Massasoit, Wampanoag Chief
Samoset, Squanto, and And Eighty-eight Honored Braves
The Pilgrims of Plimoth Plantation request your presence at the
First Thanksgiving Celebration
Food, beer, games provided
The cordial invitation that was never sent. It indeed was a day of celebration for the Pilgrims who had survived the hardest year of their lives. A bountiful harvest had been completed, and a thanksgiving feast definitely was in order. However, the Wampanoags, indigenous people who had assisted them throughout the year, had not been invited; and it was because a treaty for mutual protection had been agreed upon by the Wampanoags and the Pilgrims that they were present at the feast.
Part of the celebration, as one Pilgrim, Edward Winslow, wrote was, “we exercised our arms”, which actually was an exuberant display of gunfire into the air. It is believed Chief Massasoit was informed of the abundance of gunfire, and thinking the Pilgrims were being attacked, went to provide assistance, as they promised each other they would in their treaty.
When Massasoit and his ninety men arrived at Plimoth Plantation, they found a celebration, not an attack. They were asked to stay and join in; however, because the guest count just increased from fifty-three to one hundred forty-four, Massasoit sent his men out, and they returned later with five deer, which were added to the feast.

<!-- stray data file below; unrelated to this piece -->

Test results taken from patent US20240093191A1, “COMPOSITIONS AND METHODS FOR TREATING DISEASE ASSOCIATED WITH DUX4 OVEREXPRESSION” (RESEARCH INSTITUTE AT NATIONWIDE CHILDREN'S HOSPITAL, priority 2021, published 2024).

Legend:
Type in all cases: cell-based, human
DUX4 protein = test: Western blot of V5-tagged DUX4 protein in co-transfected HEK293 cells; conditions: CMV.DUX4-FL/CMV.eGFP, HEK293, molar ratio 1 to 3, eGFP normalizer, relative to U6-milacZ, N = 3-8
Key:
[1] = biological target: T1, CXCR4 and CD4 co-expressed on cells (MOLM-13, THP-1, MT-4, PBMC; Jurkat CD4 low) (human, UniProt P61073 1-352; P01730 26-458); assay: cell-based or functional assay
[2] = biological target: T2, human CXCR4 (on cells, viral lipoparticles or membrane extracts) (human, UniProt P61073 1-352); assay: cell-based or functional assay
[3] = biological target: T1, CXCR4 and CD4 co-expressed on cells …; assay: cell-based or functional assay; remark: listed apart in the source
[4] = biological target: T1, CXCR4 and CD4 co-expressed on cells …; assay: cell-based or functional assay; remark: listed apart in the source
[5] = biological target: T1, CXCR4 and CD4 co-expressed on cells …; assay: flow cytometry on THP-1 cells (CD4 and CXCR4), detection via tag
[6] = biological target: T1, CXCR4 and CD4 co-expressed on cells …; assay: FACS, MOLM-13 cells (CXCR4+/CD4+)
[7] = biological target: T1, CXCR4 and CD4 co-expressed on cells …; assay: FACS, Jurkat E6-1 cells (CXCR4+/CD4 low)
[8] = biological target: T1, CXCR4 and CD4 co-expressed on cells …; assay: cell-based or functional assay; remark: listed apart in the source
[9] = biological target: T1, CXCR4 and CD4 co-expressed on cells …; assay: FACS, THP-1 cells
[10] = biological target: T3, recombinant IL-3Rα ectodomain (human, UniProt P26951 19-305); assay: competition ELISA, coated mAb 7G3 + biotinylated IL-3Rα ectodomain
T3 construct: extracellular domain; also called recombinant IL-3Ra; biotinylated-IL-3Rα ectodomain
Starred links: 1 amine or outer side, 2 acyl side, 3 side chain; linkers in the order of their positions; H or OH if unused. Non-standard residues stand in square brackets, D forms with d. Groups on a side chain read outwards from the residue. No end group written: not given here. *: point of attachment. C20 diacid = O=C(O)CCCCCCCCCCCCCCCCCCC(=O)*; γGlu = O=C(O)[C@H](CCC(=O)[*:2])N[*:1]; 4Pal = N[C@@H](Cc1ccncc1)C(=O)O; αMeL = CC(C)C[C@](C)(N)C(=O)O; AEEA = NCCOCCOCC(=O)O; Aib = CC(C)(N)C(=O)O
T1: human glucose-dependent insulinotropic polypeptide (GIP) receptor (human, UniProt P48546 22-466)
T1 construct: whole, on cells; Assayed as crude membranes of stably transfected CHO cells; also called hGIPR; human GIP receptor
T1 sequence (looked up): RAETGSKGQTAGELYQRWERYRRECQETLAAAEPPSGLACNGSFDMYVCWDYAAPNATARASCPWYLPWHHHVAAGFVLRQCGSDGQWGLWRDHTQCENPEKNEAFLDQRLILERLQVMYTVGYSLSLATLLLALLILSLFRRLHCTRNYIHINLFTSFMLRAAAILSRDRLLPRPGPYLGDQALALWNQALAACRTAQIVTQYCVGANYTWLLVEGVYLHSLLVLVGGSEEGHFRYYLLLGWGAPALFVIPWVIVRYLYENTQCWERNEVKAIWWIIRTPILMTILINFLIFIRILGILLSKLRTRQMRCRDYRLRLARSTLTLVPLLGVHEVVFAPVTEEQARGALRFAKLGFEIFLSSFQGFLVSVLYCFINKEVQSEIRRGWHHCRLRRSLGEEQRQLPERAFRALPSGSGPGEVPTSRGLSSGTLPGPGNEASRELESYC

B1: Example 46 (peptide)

And it was a feast that lasted three days. It bears mentioning that this three day celebration with food and drink for one hundred forty-four Pilgrims and Wampanoags was created, looked over, and served by four adult women, and five adolescent girls. That is a lot of cooking for a lot of people.
And what was the fare for this party of thankful folk? It was a panoply of meat, fowl, fish, vegetables, fruits, berries and beer. Venison had been provided by Massasoit’s men, and the Pilgrims had gone fowling, which meant they hunted and provided wild turkeys, ducks, and geese. They had caught cod fish, eels, and bass; gathered oysters, lobster, and clams. Squash, turnips, cabbages, parsnips, carrots, and onions had been grown and were plentiful. Beans, pumpkins, nuts, grapes, berries, and corn were added to the feast. There was enough food, drink, and cause for everyone to be grateful.
And grateful they were. One hundred two passengers sailed to their new home aboard the Mayflower, and only fifty-three survived the first winter. It was a brutal time, but in that first year, they learned how to build, hunt, gather, fish, and garden in a place so unlike their homes left behind in England. They were beyond fortunate to have had the assistance and guidance of the Wampanoags, without whom they most assuredly would not have survived. So, even though no invitation was sent, those who mattered gathered during those days of autumn at Plimoth Plantation, and gave thanks, celebrating together the knowledge that….”nothing is more honorable than a grateful heart.” ~ Seneca